One of the more difficult tasks facing the interpreter is determining whether God has given the promise to the nation or to the individual. For example, in a passage discussed earlier in this series God says, “The LORD, the LORD, God, merciful and gracious, long-suffering, and abundant in goodness and truth; keeping mercy unto the thousandth generation, forgiving iniquity and transgression and sin; and that will by no means clear the guilty; visiting the iniquity of the fathers upon the children, and upon the children’s children, unto the third and unto the fourth generation.” It seems to me that this must apply to the nation in that the generation that sins does not experience God’s justice, but rather “the third and fourth generations.”
God speaking though the Psalmist says, “Who forgiveth all thine iniquity; who healeth all thy diseases.” If you apply this promise to the individual rather than the nation, you will conclude that God promises you will never contract a disease, and if you do, then God has failed in keeping His promise. When God promises, “I, even I, am He that blotteth out thy transgressions for Mine own sake; and thy sins I will not remember,” if we were Old Testament Jews, could we apply this individually? On what basis do you make the determination? Obviously, as a New Testament saint, you can claim a similar promise, for He said, “If we confess our sins, he is faithful and just to forgive us our sins, and to cleanse us from all unrighteousness,” keeping in mind that you cannot assume that He will “not remember you sins.” In the New Testament, God speaks to the individual rather than the nation.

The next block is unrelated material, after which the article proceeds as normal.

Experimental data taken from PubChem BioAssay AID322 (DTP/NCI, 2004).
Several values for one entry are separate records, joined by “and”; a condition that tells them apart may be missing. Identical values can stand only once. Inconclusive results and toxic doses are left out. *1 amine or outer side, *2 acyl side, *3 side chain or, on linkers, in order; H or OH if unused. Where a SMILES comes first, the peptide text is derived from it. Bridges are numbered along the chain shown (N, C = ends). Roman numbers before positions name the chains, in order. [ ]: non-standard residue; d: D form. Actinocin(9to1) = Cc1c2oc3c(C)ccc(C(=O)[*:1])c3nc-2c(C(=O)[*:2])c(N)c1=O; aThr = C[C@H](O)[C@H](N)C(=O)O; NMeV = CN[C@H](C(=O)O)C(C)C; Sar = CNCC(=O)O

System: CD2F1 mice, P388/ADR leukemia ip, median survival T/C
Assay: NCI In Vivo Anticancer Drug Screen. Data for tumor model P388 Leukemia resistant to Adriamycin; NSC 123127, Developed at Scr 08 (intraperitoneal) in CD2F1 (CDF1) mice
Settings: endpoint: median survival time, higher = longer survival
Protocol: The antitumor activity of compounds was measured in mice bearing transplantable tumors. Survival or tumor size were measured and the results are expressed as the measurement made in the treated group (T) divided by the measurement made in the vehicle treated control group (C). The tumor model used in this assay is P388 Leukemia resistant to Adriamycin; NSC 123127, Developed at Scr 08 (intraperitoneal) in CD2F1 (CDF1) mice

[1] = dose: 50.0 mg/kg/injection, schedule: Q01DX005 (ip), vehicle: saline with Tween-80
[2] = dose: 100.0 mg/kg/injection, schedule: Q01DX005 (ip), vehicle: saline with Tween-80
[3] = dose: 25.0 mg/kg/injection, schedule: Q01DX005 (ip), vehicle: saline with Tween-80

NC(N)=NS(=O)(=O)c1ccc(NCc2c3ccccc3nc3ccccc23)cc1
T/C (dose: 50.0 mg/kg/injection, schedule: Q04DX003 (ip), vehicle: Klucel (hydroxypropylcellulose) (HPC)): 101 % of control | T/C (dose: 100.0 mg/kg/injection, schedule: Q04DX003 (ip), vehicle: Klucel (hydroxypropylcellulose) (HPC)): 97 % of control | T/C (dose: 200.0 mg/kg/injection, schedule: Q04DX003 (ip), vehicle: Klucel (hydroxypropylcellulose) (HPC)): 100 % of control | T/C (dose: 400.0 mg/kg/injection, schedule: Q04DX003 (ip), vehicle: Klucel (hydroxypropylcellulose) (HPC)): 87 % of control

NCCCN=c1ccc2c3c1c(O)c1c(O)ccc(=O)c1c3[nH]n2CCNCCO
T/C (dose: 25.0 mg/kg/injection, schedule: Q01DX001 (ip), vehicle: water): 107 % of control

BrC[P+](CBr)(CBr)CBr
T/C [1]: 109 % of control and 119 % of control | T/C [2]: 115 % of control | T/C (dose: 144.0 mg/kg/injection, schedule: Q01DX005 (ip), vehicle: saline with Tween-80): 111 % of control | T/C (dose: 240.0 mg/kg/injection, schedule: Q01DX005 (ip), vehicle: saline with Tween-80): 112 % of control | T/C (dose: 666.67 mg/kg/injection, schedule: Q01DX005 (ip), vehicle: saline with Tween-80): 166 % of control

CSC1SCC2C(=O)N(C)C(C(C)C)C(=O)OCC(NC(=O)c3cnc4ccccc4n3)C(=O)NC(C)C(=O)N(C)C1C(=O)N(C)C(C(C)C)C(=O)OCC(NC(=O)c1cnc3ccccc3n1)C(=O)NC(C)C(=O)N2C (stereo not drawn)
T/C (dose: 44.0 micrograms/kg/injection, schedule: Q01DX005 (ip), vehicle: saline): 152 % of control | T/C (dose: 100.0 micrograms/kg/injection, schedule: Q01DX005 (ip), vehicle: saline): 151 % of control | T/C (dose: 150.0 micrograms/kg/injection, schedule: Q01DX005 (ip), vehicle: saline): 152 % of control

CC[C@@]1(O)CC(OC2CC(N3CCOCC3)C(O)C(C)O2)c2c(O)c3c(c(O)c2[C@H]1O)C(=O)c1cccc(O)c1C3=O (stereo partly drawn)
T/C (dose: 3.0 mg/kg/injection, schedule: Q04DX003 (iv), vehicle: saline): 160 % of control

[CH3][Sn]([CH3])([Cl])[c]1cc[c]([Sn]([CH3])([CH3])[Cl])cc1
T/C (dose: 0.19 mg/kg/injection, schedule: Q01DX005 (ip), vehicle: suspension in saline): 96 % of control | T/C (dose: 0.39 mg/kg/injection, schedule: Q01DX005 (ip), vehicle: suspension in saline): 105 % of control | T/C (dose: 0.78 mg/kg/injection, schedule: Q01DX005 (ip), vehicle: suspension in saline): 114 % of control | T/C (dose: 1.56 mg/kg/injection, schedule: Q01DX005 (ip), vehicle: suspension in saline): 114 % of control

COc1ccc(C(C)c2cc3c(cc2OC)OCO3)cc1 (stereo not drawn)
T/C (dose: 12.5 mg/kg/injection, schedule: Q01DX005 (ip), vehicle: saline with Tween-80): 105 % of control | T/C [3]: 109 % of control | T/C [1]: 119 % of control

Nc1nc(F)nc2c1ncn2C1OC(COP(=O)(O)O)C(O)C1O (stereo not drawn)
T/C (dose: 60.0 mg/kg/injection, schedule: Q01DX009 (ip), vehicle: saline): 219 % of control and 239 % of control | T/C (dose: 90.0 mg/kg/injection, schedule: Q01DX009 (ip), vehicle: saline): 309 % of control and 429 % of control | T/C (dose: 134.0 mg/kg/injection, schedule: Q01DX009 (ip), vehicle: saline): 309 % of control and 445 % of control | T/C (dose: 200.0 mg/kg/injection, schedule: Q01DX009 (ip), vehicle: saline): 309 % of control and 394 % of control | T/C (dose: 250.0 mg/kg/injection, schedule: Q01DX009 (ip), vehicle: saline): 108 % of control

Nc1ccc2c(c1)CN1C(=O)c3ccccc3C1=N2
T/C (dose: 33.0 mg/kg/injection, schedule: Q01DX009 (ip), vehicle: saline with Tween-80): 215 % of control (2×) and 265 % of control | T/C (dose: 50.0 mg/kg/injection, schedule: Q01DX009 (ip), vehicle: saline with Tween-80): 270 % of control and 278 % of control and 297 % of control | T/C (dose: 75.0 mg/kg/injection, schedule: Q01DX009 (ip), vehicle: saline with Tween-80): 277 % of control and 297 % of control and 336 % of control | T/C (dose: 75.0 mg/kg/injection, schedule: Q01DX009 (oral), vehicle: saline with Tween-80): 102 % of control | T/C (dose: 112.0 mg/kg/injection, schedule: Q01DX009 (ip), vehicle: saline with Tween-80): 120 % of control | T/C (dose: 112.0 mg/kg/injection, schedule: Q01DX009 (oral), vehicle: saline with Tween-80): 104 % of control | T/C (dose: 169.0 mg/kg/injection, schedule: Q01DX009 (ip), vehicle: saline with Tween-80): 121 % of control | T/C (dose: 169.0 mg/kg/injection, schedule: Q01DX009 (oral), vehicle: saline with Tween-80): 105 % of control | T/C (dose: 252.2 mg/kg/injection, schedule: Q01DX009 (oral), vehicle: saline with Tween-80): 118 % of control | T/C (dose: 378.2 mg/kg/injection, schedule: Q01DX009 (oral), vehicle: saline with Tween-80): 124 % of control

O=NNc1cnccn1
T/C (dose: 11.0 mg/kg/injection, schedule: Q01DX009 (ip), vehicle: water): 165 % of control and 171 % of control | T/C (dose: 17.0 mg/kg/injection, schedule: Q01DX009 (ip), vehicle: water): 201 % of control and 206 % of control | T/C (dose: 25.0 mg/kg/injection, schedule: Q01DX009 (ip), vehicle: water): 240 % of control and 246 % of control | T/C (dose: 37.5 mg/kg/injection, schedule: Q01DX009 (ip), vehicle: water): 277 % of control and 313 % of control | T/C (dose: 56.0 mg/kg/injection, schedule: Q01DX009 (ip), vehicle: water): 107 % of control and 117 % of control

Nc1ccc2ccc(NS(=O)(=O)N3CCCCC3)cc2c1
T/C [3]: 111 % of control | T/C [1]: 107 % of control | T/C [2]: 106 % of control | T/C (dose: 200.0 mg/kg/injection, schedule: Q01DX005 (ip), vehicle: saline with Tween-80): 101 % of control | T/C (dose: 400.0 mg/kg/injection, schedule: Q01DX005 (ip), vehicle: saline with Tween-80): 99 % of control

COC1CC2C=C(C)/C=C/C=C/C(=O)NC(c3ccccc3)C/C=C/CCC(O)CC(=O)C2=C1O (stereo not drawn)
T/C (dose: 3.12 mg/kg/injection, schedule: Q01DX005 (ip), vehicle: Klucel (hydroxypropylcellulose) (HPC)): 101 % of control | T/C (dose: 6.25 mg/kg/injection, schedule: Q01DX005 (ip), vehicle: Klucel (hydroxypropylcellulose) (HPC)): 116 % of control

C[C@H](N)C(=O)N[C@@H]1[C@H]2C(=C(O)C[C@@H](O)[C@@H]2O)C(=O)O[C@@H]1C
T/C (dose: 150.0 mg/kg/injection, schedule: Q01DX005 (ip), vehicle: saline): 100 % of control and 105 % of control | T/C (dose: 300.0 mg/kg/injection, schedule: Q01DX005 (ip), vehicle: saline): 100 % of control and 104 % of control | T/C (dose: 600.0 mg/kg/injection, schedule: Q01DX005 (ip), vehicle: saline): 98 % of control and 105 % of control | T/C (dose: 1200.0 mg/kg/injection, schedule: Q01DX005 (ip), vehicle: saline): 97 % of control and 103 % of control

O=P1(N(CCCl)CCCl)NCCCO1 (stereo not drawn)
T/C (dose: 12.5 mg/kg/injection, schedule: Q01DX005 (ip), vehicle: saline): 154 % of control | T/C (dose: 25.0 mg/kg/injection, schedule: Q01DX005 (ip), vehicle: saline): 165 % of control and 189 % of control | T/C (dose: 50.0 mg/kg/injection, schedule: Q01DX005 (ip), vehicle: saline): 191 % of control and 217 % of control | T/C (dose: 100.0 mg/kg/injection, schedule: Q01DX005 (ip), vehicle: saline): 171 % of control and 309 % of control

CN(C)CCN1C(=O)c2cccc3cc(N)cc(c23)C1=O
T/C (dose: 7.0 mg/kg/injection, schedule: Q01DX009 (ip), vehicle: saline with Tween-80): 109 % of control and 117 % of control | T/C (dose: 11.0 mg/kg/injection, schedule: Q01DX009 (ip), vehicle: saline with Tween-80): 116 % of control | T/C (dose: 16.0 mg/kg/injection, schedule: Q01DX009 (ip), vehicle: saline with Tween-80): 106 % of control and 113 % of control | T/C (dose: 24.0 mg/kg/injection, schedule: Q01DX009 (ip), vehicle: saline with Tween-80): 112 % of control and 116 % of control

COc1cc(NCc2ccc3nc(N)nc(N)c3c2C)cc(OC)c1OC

During the Monarchy, God made a promise to Hezekiah: “Go, and say to Hezekiah: Thus saith the LORD, the God of David thy father: I have heard thy prayer, I have seen thy tears; behold, I will add unto thy days fifteen years.” Obviously, you cannot appropriate this promise, gaining assurance that you will live an additional fifteen years. Note, however, that God made this promise to an individual rather that the nation as a whole.